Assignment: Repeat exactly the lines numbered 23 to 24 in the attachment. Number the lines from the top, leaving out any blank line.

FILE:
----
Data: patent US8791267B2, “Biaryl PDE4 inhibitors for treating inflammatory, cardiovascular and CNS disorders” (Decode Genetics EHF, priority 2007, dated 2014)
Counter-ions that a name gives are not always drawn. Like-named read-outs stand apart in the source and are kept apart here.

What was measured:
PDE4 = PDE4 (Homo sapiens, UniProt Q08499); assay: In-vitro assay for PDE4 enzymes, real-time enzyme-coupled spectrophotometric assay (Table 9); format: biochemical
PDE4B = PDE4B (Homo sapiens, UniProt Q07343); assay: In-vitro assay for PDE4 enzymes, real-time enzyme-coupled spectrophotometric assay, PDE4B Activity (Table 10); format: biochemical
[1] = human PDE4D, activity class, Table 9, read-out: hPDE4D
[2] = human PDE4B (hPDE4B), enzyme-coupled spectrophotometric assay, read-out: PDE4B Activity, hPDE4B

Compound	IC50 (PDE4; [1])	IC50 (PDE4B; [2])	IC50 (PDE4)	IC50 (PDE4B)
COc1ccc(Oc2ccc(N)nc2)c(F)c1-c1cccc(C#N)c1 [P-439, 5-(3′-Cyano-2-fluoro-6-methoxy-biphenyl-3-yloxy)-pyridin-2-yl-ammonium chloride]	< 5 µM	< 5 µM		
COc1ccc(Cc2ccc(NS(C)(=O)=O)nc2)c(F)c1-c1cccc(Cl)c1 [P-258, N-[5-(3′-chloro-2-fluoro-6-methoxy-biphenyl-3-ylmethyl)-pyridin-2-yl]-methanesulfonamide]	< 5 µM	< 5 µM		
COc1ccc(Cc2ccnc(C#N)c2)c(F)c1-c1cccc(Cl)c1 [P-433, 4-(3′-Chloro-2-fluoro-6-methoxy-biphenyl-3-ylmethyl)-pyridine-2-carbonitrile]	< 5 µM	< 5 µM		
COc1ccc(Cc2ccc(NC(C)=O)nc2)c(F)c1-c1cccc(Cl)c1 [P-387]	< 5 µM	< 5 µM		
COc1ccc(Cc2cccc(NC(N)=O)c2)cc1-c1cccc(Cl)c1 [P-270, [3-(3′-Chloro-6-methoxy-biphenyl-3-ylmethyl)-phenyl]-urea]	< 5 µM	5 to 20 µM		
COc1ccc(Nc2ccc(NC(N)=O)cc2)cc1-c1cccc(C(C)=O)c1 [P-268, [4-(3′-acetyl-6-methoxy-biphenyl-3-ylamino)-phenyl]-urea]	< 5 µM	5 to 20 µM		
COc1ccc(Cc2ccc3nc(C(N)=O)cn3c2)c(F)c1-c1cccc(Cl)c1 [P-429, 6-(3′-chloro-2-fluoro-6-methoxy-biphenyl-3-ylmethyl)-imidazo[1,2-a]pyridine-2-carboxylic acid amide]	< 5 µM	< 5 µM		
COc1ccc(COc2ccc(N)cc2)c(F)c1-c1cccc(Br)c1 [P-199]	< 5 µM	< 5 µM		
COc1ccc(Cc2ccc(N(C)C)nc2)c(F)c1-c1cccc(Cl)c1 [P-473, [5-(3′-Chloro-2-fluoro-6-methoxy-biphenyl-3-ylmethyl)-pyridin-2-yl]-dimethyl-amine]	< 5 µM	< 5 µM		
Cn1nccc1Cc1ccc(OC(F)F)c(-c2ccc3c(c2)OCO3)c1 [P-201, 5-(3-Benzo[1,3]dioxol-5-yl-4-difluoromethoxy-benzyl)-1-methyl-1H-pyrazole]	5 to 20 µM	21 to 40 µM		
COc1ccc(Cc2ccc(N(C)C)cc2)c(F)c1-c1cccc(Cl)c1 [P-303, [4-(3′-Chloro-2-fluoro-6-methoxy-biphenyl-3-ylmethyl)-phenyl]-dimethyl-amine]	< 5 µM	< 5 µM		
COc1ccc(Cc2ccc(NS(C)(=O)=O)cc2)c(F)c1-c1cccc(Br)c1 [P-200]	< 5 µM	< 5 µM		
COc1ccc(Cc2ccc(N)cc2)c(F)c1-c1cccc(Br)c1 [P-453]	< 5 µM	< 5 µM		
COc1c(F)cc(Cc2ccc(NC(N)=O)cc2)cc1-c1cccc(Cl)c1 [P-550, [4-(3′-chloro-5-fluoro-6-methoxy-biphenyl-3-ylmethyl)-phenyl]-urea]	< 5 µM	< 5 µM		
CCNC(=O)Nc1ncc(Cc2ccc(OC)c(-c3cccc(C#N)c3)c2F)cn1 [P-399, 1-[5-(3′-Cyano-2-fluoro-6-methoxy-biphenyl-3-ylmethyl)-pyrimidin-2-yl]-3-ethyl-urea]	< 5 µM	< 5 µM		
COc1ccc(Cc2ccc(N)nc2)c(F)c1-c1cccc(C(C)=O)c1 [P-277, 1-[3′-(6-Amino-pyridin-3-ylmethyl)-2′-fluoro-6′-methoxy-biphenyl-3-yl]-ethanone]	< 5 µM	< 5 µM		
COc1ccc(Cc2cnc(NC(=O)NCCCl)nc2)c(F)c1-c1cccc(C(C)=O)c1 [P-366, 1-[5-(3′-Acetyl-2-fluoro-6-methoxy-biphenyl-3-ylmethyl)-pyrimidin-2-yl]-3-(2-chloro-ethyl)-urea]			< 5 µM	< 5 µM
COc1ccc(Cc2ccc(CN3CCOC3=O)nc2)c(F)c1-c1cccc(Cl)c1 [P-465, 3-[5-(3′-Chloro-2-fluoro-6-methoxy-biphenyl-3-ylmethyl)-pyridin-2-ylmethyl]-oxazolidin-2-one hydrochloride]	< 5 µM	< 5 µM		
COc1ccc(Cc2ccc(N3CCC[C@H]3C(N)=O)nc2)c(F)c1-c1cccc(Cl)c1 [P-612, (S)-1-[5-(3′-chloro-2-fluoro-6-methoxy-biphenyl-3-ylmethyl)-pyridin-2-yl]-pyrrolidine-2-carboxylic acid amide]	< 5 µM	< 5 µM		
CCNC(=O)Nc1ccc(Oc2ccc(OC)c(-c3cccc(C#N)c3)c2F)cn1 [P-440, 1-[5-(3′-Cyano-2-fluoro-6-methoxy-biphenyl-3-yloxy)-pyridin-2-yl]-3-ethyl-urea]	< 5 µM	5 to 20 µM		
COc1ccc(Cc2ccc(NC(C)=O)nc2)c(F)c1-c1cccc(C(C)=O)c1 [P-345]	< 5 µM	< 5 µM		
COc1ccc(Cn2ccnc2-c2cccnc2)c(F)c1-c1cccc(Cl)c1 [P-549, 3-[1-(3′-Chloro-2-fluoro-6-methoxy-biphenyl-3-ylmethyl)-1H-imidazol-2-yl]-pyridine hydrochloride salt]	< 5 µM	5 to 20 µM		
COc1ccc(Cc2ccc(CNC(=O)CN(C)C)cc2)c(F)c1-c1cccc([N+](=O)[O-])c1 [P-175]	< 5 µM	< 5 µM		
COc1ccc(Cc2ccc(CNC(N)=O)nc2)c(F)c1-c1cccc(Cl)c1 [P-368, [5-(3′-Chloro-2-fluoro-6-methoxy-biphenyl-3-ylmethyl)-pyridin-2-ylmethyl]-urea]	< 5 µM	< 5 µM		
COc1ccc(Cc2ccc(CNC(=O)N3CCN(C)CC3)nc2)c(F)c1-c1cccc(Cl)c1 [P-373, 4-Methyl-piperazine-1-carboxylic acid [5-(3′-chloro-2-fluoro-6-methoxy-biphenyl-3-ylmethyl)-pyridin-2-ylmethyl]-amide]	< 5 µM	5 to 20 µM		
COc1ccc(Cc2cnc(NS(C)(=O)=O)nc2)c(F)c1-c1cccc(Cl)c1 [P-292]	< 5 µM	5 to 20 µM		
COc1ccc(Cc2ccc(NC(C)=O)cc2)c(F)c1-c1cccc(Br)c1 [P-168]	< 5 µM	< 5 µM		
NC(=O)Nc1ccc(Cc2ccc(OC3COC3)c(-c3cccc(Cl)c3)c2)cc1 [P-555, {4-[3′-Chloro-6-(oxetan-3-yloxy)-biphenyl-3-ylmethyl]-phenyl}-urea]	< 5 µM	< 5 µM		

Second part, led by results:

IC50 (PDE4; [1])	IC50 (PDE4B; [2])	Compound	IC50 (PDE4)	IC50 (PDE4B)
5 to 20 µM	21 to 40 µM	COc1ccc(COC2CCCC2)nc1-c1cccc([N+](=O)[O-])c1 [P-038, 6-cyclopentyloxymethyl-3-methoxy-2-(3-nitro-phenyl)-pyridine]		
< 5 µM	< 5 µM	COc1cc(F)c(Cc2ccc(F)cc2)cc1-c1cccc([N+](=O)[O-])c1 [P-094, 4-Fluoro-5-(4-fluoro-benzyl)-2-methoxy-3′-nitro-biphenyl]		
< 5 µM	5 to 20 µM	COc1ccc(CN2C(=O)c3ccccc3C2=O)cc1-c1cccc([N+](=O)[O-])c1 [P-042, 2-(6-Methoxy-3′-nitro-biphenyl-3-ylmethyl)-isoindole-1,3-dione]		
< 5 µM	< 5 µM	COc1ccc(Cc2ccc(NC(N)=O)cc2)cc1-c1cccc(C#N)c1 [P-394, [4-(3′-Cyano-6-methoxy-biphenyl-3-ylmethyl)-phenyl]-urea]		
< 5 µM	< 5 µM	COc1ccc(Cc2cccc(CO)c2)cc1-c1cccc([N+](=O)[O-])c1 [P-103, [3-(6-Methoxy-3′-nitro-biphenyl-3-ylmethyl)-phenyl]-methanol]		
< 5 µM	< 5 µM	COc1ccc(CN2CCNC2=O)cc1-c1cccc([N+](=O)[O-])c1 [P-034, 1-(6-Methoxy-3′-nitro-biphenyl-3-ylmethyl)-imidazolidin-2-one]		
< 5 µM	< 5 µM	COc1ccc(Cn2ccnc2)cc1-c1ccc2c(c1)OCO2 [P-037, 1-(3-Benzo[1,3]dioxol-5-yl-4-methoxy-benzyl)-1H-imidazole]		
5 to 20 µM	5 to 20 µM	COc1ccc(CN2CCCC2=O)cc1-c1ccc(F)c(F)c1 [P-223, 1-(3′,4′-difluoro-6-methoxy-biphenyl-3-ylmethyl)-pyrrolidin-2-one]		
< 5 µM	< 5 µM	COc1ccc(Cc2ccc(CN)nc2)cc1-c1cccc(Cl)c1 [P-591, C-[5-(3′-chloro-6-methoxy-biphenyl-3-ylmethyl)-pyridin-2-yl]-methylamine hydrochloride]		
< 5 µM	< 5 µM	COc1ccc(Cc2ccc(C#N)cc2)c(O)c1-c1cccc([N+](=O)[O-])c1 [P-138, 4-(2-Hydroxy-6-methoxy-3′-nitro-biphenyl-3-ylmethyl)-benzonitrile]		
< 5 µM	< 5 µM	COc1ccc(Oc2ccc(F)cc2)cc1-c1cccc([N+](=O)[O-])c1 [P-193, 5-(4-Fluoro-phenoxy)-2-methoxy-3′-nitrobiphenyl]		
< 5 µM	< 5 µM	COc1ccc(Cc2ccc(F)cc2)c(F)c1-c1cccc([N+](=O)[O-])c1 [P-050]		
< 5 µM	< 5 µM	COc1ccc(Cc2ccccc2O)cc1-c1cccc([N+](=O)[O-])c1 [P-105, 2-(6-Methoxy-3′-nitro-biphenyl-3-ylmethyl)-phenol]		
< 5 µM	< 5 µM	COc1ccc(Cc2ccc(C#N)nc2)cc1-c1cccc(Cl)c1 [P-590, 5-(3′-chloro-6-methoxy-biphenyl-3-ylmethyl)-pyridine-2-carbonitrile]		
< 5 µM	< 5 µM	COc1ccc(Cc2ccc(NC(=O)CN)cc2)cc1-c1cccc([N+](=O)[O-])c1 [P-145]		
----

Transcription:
CCNC(=O)Nc1ncc(Cc2ccc(OC)c(-c3cccc(C#N)c3)c2F)cn1 [P-399, 1-[5-(3′-Cyano-2-fluoro-6-methoxy-biphenyl-3-ylmethyl)-pyrimidin-2-yl]-3-ethyl-urea]	< 5 µM	< 5 µM		
COc1ccc(Cc2ccc(N)nc2)c(F)c1-c1cccc(C(C)=O)c1 [P-277, 1-[3′-(6-Amino-pyridin-3-ylmethyl)-2′-fluoro-6′-methoxy-biphenyl-3-yl]-ethanone]	< 5 µM	< 5 µM		